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Using the TomTom Maps SDK for Web with ASP.NET Core, Part 1

It's easy to integrate the TomTom Maps SDK for Web into web apps built on a C# framework like ASP.NET Core. We'll show you how.

TomTom Maps SDK is a set of libraries that offer robust and comprehensive location services, including maps, search, routing, traffic, and geofencing. TomTom Maps SDKs are available for different platforms—Android, iOS, and Web.

But can we put TomTom Maps SDK for Web to work with a popular web framework, such as ASP.NET Core? The answer is yes. This article will discuss how you can integrate TomTom SDK with an MVC project and a Web API service by injecting data into your map from your server-side code, and requesting server data from the client side.

TomTom Maps SDK for Web is a JavaScript library that can produce maps in a standalone HTML page or inside a sophisticated web framework, such as ASP.NET Core. Let’s see how this is done by developing a new Model-View-Controller (MVC) web app. We’ll also develop the HTML code as our view. 

Setting Up an ASP.Net Core Project

The example project here requires Visual Studio 2019 16.4 or later with the ASP.NET and web development workload and .NET Core 3.1 SDK or later. Visual Studio Community 2019 is fine for this project. 

You’ll also need to register as a developer on the TomTom Developer Portal and get an API key.

Next, create a new web app project in Visual Studio using these settings:

  • Select ASP.NET Core Web Application.
  • Name the project TomTomWeb to keep the same namespace as in our demo app.
  • Select Web Application (Model-View-Controller) — make sure you select the ASP.NET Core 3.1 version.

Visual Studio uses the default template for the MVC project you just created. 

Now, right-click the project name and assign port 5000 to the App URL:

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Now press F5 to run the web app:

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Next we’ll install the TomTom client libraries locally.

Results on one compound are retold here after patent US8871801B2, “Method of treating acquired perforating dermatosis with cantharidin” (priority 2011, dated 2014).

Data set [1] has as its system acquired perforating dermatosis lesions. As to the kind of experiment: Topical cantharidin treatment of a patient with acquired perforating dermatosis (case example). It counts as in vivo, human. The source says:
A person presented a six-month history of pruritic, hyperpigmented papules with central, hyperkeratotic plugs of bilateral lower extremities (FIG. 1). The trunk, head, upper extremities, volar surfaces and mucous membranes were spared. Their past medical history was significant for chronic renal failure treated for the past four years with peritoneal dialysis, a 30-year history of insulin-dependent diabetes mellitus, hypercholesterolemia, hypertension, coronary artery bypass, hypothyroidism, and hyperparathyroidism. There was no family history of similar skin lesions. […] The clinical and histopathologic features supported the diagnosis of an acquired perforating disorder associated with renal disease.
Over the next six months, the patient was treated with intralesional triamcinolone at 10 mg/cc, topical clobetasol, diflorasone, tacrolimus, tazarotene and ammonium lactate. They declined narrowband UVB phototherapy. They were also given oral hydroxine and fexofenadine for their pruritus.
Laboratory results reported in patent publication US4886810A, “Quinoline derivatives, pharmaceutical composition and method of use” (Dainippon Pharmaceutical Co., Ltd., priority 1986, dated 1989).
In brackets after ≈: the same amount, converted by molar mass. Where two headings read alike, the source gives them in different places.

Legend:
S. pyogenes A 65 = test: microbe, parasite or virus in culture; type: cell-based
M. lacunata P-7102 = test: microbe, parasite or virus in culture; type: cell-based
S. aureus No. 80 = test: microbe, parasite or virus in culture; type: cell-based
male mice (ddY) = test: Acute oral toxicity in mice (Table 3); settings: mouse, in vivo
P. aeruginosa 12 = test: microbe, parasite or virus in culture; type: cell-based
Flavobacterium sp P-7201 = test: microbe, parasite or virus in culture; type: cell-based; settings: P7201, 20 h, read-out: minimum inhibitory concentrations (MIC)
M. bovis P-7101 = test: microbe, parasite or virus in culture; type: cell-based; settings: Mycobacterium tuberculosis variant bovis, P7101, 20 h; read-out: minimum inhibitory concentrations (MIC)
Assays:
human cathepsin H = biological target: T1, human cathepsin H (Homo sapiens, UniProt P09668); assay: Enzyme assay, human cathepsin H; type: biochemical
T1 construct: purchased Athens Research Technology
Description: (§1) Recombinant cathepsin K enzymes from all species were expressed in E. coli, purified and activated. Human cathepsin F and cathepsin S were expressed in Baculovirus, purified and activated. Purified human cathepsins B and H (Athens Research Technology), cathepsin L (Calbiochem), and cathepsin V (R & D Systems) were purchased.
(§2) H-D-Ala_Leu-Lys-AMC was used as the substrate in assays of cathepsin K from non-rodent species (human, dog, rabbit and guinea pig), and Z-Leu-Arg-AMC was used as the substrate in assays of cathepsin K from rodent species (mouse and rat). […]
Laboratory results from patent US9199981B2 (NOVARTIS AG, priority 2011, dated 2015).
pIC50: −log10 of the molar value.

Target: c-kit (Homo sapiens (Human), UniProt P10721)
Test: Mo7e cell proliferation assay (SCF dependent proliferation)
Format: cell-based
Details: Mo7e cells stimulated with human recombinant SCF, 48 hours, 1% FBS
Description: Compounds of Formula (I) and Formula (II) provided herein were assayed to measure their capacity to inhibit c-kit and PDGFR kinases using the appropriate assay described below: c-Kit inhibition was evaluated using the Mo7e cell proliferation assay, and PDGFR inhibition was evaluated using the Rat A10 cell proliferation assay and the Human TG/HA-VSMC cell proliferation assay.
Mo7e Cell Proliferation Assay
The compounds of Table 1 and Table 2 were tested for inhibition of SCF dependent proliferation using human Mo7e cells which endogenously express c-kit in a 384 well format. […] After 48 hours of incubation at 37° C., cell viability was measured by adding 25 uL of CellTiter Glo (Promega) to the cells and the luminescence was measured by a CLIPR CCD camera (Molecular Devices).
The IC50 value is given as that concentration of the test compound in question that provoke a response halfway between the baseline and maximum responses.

Go to Solution Explorer, right-click the project name and choose Add > Client-Side Library. When the dialog appears, select the unpkg library provider, type “tomtom” in the Library textbox, and choose the @tomtom-international/web-sdk-maps library:

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After the installation, you’ll see that the TomTom @tomtom-international/web-sdk-maps package has been installed as a client library:

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Now it’s time to add a reference to this client library. You can do this by modifying the MVC view directly, or by changing the _Layout.cshtml file to include references to map.css and maps-web.min.js:

...

    <link rel="stylesheet" href="~/css/site.css" />

    <link href="~/lib/@@tomtom-international/web-sdk-maps/dist/maps.css" 

        rel="stylesheet" />

</head>

...

    <script src="~/lib/jquery/dist/jquery.min.js"></script>

    <script src="~/lib/bootstrap/dist/js/bootstrap.bundle.min.js"></script>

    <script src="~/js/site.js" asp-append-version="true"></script>    

    <script 

        src="~/lib/@@tomtom-international/web-sdk-maps/dist/maps-web.min.js">

    </script>

    @RenderSection("Scripts", required: false)

</body>

</html>

Application security is beyond the scope of this article and isn’t required for our demo app, but you will need to secure your ASP.NET Core web apps in the real world.

The Client-Side: TomTom Maps SDK for Web

The previous section showed how it is easy to plug TomTom Maps SDK right into a website. With the SDK, you can incorporate maps, routes, geocoding, and other location services without having to call individual API services.

ASP.NET Core, on the other hand, is a server-side framework that dynamically generates HTML. Dynamic content generation allows us to populate the view's HTML with server-side data.